Formed in 2006 with a mission to make premium power supplies and cooling solutions for your desktop PC, Be Quiet! says it's Germany's top PSU maker with a massive range covering the ATX, SFX and TFX form factors including models spanning from just 300w to 1200w.
The company has also put together a small collection of impressive CPU air-coolers with latest being the $90 Dark Rock Pro 3. More recently, Be Quiet! has been working on a new project it calls "Silent Base" with the Silent Base 800 being the company's first computer chassis.
Although this is Be Quiet!'s first case, it was designed over more than a year entirely in-house at Germany -- something the company is proud of. Be Quiet! not only applied what it learned about high-quality cooling and fan solutions in the past, it also brought in world renowned case experts.
When developing the Silent Base 800, the company says it emphaized function over form with a goal of achieving the best cooling performance possible at ultra low noise levels while still offering ample space for high-end components.
Be Quiet! says the internal structure and ultimately the exterior design of the case has evolved from this objective and, of course, we're here to see how successful company's the engineers were at meeting those constraints.
Silent Base 800 External Design
Although most of the magic takes place inside the Silent Base 800, it's still sleek looking on the outside. Being German-made, we are not surprised to find a subtle yet elegant design.
The Silent Base 800 comes in silver and black (what we got for testing), orange and black or just black. It weighs 9.3kg empty and measures 266 x 559 x 495mm.
The front is dominated by a large black panel that is split into two parts. Up top is a door without a handle. To open it you must grab it from the top and pull it open, which is done easily enough.
Holding the door closed are a pair of magnets embedded in rubber stoppers to eliminate vibration. The inside of the door is also lined with a noise absorbing foam.
Behind the door are three 5.25" external drive bays -- there are actually four but the top bay is fake. The top panel cannot be removed and there is nothing behind it.
Below the door is a larger panel -- this one is removable and also lined with noise absorbing foam. Behind it is a large dual 120mm fan dust filter designed to keep the cases in-take fans dust free.
The front panel has been decorated with mesh strips down either side, which are highlighted using a silver border. This gives an otherwise boring case a bit of flare.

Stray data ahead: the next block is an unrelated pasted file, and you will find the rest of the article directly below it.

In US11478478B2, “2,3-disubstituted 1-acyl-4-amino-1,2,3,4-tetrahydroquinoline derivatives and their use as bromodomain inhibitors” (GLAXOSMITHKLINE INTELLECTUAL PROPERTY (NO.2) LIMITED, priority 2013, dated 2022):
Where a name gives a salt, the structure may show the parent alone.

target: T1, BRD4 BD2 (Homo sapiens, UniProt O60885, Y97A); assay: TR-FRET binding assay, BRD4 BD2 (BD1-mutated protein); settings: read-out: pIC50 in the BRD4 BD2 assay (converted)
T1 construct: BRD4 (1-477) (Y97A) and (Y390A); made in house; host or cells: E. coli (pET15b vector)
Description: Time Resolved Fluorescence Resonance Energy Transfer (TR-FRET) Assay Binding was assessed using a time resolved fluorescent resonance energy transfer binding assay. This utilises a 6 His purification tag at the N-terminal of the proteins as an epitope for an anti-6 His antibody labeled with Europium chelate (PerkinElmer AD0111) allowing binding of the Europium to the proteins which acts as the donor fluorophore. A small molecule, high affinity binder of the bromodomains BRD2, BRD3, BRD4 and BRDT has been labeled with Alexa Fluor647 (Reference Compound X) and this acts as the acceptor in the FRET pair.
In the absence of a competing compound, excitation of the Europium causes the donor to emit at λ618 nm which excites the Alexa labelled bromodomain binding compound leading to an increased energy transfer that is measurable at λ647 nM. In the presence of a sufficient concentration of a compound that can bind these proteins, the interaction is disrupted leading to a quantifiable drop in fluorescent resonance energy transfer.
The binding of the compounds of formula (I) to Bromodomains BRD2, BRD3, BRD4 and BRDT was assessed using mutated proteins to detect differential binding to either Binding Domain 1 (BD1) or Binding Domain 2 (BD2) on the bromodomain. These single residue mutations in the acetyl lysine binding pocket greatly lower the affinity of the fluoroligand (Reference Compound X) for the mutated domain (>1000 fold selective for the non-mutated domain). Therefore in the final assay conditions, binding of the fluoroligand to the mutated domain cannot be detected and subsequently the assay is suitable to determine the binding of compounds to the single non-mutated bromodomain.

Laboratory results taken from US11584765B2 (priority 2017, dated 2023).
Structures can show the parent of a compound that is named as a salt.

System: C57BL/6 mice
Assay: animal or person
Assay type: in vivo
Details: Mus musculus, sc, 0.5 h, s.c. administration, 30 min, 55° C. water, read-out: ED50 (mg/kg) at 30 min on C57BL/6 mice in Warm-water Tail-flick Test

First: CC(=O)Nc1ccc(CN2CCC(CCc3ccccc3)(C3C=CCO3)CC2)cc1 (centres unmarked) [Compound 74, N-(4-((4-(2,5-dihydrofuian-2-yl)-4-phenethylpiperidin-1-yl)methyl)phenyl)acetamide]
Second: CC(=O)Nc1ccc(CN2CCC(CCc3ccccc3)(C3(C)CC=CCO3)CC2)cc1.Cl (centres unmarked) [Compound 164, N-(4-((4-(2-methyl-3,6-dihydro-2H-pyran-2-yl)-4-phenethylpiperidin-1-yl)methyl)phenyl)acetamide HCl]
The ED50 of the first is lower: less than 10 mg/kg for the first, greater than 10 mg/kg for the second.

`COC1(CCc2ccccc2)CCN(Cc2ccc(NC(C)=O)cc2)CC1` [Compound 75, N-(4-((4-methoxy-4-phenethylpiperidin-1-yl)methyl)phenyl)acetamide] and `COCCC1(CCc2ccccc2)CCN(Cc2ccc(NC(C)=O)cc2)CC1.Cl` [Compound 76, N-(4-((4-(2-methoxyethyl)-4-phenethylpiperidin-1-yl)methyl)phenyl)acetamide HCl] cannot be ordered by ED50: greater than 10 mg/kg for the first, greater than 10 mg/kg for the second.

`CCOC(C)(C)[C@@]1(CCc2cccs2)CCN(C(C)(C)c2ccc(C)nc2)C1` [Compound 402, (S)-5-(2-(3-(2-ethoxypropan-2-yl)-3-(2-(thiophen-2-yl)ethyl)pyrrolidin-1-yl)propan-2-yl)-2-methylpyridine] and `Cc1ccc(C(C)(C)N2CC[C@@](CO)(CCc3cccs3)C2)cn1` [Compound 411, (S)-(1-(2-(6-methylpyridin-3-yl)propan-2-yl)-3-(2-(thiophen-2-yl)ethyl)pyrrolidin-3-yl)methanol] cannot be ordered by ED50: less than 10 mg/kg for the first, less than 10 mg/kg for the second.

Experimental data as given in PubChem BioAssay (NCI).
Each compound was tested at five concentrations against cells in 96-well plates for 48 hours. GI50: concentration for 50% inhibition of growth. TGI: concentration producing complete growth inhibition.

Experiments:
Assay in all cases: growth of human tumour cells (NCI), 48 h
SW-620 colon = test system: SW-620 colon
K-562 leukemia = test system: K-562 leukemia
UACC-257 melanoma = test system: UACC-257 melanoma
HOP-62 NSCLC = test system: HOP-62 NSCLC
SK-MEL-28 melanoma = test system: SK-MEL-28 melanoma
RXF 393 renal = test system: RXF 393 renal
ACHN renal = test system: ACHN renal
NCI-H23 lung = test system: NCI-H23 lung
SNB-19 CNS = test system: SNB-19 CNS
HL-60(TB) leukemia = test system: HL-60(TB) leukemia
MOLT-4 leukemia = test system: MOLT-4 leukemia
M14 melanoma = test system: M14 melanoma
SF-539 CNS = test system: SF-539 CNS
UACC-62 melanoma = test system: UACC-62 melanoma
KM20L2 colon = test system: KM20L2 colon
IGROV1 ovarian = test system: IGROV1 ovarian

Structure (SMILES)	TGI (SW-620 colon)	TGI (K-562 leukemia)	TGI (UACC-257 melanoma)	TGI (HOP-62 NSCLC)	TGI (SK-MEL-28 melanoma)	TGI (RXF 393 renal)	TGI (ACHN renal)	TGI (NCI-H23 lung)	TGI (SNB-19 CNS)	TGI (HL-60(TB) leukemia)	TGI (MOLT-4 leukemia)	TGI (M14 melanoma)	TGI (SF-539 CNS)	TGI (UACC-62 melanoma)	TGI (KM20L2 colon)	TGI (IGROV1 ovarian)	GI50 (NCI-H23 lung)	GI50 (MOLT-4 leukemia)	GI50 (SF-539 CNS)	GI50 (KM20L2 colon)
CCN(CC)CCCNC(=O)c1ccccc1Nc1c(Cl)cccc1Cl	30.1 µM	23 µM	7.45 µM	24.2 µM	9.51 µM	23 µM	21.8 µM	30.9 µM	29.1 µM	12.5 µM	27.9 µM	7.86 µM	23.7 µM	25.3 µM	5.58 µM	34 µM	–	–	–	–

Both the left and right case doors are identical, so there are no case windows here and I don't believe a window will become an option either because it wouldn't be ideal for a quiet case. Adding a case window would make lining the doors with noise absorbing foam somewhat pointless.
Be Quiet! tells us that the noise absorbing foam found around the case is a newly developed soundproofing material.
On the surface, the door panels might look rather bland but there is a huge emphasis on cooling and noise performance. Inserted into the center of each door is a square plastic cover that can be used to control air-flow and operating volume. This square can be raised out of the door to allow maximum air-flow or seated flush to block air-flow and any noise escaping.
The square, like the case door, is lined with a noise absorbing foam. There is also a dust filter found behind the square so you can install a 120mm fan into the side door if you wish.
The top panel also looks pretty bland, but again there is a bit going on here. Apart from housing an I/O panel which features two USB 2.0 ports, two USB 3.0 ports, a pair of audio jacks and a large square power button, the top panel is designed so that heat can easily escape using an innovative fin design which is also meant to block sound waves and reflects them back into the case.
Around back, the design is pretty standard for the most part. The power supply bracket is found in the bottom of the case, while there are seven expansion slots above it, followed by the motherboard I/O slot. Adjacent to the I/O slot are three 1" water-cooling access points and a 120mm exhaust fan.
The top and bottom of the rear panel feature large ventilation points, while there is a massive removable dust filter found at the bottom below the PSU bracket.
Underneath the Silent Base 800 there is no ventilation at all, just a solid base. However, the feet are interesting as Be Quiet! has used what looks like a pair of skis, which are detached out of the box so you have to clip them in.
Once installed they look attractive and give the Silent Base 800 a little flair. Each ski is meant to have two rubber pads but only one of ours came with the pads while the other was missing them -- I assume this is just an issue with our early review sample.